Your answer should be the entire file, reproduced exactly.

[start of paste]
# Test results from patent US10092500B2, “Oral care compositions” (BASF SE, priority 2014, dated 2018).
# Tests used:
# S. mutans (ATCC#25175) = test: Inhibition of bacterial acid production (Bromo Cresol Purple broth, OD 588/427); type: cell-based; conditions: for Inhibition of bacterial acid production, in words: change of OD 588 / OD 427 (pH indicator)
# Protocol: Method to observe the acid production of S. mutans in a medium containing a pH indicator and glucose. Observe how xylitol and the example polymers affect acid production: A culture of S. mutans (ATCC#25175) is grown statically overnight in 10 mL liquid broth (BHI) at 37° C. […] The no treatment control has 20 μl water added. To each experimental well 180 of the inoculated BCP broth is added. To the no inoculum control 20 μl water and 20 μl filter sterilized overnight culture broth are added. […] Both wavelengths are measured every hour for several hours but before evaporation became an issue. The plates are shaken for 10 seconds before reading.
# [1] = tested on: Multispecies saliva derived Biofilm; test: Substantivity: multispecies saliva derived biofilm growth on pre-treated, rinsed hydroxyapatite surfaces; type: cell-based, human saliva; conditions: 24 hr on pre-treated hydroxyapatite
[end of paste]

# Test results from patent US10092500B2, “Oral care compositions” (BASF SE, priority 2014, dated 2018).
# Tests used:
# S. mutans (ATCC#25175) = test: Inhibition of bacterial acid production (Bromo Cresol Purple broth, OD 588/427); type: cell-based; conditions: for Inhibition of bacterial acid production, in words: change of OD 588 / OD 427 (pH indicator)
# Protocol: Method to observe the acid production of S. mutans in a medium containing a pH indicator and glucose. Observe how xylitol and the example polymers affect acid production: A culture of S. mutans (ATCC#25175) is grown statically overnight in 10 mL liquid broth (BHI) at 37° C. […] The no treatment control has 20 μl water added. To each experimental well 180 of the inoculated BCP broth is added. To the no inoculum control 20 μl water and 20 μl filter sterilized overnight culture broth are added. […] Both wavelengths are measured every hour for several hours but before evaporation became an issue. The plates are shaken for 10 seconds before reading.
# [1] = tested on: Multispecies saliva derived Biofilm; test: Substantivity: multispecies saliva derived biofilm growth on pre-treated, rinsed hydroxyapatite surfaces; type: cell-based, human saliva; conditions: 24 hr on pre-treated hydroxyapatite